She also said, “I believe in God the Father, I believe that Jesus died on the cross for my sins, I believe the Holy Spirit guides my footsteps… I thank the AUDELCO Board of Directors for believing in me by presenting me with this prestigious award.  I would also like to that, my mother, Hattie Glidewell and my two sons Yates Gidney and Edward Blair, IV, who could not be here with this evening for believing in me. I thank my sister Lisa Shelly, Joey Glidewell, Carol Denson, Sean C. Turner, Grace Jones, Voza Rivers,  Woodie King, Jr., family and friends for believing in me Most importantly, I thank two individuals who believed in me who are no longer here… my father, Joseph Glidewell, Sr. who during his illness continued to ask me when my next production was going to be because he wanted to invest and the final thanks of course goes to the late Garland Lee Thompson, Sr. who believed in me by taking me under his wing and mentoring me.”

The CEO of Be Rich Entertainment, LLC says that for 2016-2017 she will have partnering with the fabulous CEO of Dove, LLC, Aduke Aremu on four (4) major national and international projects: 1) “The Liberation of Mother Goose” TV series, 2) “Five to Nine: A Quest for Survival” a television story, 3) “Broadway in Bermuda” theatre project this summer in Bermuda, 4) “Babylon the Musical” a five city tour with entertainment partners and Kendall Minter, Esq.

We all might do well to feel engaged with our life’s purpose because it is “All about the Work” at the end of our days.

Be Rich Entertainment, LLC. is always reviewing scripts, new projects, collaborations and titled sponsorship opportunities. She can be reached via email at berichentertainment@yahoo.com.

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Poem: Tribute to Garland Lee Thompson Sr. @ the 2015 National Black Theatre Festival

 

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By W. Calvin Anderson

There’s a space between

the stage and the audience that Garland Lee Thompson Sr.

filled for us.

He was the one

who finally dressed our words for display.

Garland took the scripts shaping the “dreaming words”.

He attached the urban and mid-western sunsets to the plays and

and threw even more sophisticated condiments

into the conflicts:

like tropical wind and “last straw”… protagonist rains…

shade from grandfather trees

and wavy glass imagined windows into scripts

playing home

our hopes.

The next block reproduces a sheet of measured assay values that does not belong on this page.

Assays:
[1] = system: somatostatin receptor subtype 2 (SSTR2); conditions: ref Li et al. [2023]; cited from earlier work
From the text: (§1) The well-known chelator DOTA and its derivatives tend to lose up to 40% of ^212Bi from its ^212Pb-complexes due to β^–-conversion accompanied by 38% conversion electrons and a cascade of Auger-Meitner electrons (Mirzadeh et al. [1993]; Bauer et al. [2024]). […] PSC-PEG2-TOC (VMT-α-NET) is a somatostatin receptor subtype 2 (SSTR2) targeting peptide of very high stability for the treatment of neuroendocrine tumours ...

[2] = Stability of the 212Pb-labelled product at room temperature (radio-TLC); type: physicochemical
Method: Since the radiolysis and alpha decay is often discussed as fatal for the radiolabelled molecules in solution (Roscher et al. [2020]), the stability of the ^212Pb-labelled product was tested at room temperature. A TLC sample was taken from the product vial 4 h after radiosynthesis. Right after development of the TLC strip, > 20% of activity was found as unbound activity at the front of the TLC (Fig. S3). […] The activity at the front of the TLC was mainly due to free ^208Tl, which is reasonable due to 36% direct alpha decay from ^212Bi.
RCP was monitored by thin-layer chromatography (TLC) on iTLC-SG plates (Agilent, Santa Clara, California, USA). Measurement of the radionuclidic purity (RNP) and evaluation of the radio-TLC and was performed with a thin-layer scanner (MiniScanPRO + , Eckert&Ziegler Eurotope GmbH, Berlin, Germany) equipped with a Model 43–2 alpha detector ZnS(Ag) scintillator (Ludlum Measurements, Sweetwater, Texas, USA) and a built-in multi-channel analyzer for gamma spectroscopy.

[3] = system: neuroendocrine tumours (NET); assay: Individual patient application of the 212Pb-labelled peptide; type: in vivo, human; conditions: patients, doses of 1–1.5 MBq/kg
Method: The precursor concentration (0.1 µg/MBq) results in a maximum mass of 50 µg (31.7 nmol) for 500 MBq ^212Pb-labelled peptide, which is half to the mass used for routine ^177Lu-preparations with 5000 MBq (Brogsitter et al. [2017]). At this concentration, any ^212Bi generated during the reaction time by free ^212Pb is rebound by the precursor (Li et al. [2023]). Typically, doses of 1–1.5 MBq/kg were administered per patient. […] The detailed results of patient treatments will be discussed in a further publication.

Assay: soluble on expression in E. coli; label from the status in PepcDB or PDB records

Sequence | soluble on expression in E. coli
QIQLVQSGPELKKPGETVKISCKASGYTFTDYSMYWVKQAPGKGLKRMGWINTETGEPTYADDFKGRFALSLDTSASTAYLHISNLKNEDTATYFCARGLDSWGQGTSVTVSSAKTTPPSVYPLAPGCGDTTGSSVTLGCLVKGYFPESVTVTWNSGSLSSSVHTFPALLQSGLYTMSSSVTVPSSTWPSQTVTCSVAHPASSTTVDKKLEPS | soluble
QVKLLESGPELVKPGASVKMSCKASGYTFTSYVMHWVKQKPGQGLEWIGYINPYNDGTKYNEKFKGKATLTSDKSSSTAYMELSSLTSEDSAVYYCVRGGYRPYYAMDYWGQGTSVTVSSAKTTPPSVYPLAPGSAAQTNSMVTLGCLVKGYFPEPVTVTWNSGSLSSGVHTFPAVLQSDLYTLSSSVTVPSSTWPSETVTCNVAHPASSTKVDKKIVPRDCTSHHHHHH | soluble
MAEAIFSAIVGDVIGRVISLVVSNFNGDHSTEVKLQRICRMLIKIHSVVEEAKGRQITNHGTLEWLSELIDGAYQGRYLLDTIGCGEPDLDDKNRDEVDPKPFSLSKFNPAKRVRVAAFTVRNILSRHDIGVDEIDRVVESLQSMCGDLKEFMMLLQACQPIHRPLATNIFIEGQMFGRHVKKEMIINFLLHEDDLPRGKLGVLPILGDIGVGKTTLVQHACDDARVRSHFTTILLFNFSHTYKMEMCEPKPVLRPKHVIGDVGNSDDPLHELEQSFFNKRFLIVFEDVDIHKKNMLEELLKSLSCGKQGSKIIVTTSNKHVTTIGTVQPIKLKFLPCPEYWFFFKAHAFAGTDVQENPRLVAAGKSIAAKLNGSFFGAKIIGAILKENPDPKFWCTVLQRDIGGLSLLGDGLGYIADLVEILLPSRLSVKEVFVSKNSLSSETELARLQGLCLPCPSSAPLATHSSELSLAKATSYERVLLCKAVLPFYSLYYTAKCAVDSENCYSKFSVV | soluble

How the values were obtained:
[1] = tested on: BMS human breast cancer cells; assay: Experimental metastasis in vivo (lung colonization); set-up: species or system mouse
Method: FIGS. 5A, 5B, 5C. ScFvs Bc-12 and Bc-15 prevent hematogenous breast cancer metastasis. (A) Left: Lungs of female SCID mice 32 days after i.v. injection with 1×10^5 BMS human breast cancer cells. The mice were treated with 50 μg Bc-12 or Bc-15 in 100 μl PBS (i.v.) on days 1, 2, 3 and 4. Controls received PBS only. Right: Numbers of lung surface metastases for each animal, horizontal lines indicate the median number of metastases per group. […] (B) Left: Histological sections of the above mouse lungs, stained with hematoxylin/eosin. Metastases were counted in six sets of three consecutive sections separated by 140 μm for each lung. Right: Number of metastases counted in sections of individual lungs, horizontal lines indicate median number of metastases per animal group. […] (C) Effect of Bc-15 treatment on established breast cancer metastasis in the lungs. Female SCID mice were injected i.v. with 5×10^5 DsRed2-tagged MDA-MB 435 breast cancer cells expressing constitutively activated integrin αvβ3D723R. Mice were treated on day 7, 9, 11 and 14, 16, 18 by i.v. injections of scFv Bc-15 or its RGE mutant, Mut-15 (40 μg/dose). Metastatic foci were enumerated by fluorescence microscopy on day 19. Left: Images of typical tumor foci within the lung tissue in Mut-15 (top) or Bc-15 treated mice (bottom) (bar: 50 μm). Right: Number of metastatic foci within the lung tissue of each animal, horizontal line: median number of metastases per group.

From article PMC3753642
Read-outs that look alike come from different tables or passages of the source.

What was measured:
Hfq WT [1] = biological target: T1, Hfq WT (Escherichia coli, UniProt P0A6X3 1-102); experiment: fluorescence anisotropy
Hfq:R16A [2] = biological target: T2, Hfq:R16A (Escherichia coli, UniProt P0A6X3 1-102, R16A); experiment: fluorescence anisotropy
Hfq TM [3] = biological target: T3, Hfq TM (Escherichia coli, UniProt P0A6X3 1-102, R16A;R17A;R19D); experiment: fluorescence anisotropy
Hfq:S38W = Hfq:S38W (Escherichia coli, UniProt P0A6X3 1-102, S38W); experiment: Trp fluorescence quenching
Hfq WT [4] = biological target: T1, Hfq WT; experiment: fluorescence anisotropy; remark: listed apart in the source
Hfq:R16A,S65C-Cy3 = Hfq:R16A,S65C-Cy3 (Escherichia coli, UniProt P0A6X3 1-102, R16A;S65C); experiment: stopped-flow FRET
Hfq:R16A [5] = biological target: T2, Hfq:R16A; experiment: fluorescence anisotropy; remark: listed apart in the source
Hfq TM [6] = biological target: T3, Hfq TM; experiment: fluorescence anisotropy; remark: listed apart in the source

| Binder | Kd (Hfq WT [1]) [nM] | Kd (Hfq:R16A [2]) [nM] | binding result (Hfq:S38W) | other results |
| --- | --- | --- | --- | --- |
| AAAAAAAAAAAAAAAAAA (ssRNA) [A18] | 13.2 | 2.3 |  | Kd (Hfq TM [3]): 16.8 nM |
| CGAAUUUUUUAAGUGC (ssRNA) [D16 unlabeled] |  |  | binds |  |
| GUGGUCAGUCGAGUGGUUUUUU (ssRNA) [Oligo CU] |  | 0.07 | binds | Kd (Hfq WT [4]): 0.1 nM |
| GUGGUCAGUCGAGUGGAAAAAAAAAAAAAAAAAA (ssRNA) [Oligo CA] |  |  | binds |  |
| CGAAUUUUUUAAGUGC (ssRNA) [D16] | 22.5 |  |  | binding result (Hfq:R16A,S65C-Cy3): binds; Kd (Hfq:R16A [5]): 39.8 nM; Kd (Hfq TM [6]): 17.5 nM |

Our words were all grown up after

his blocked techniques, after he

reflected and responded

to raw chemistries and storyboard calamities.

He helped to create the alchemy, the African…the Ira Aldridge and Dorothy Dandridge Ashe’.

Our scripts were fashioned, neat and tidy; strong-charactered,

nice, hip, savvy, concise, dangerous, sensitive, bold and cold.

They were made qualified to carry our royal lot…

Our love, hate, politics, ironies, laughter, pain, tragedies and triumphs.

The grown-up scripts introduced and made our vital human stories pop… their

polemics, costume, dance, songs and reason to be a canvas

set for life.

We were able to then

call it theatre with no technical absurdities.

THEATRE…metaphorically wealthy

and birthed with both noun

and

reason d’etre.

Dude called forth God’s Trombones and Sophisticated Ladies

gave us tickets for the A train with presidential seats

to Off and On Broadway.

Cowboy hattin brother…brought our muse home

for us.

Garland was a Mid-West-Desert-Stopping-Manhattan-island-dweller

using

a single

metaphysic

in

Harlem with our scripts.

Like Shakespeare’s Prospero in the Tempest

he fastened our relationships to classics and classic people:

Phyllis Wheatly, Aldridge, James Weldon Johnson, Charles Gordone, Langston Hughes, Lorraine Hansberry, Tony Morrison, Ruby Dee and Ossie Davis,Ron Milner, Loften Mitchell, Lonnie Elder, Amiri Baraka, Ntozke Shange, Charles Fuller to name a few

He made us “stand-out” like pillars for the continued architecture of the Wheatly Ethiope, the Langston’s paradise lexicons, the James Baldwin intensity, rage and intellectual confrontations, the Malcolm and Martin protests and “march-forward-demands-on- law”, the sacred and profane                 prophetic bullet and the blood-stained ballot erected from voter registration cards to the lonely Tennessee balcony and Audubon Ballroom dream.

Garland made our arts, our letters, our sciences wield our treasuries in the Humanities from a distinguished and noble place.

He did this because he could.

He worked and earned the energies and powers like Prospero

He mastered like Prospero

the Arts & Sciences

the… betrayals, shipwrecks, gravities, aerials, calabans, love, destinies and royal interests.

He was anointed naturally. He struggled enormously with a

sweat, blood, life-work sacrifice.

Garland was a hardened Word-Smith.

A bronco riddin’ Oklahoma

Red Nation Cowboy, Star Trek Hoodie. Garland

was a crack-the-whip

disciple of the long gone

show “must” go on with excellence

Sugar Hill … Harlem G type Bucko.

 

There’s a space between the stage and the audience that Garland Thomson filled.

So how did he do it and what will

we search for now

that was in him?

We mustlook for the fuse to make lettered-words Electric.

We must look for a production-Houdini,

A genre-genie,

a dialectic-shaman

or get together with muse itself?

Whatever we do we know that, His metal, his standards are not fading or vanishing

Anytime soon.

He filled the space, the times, the realities

actually and aesthetically between

the stage and those

he respected and loved.

He trained our words, grew them up and polished off our diamond so that we are to be seen

and recognized worthy of our legacies

ready for our indivisible and quality driven Apollo Rules…audiences both black and white.

Garland filled the space between the stage and the audience with intelligence and love.

Garland filled in the love from me to you.

(People, Performance, Education, Industries/Businesses)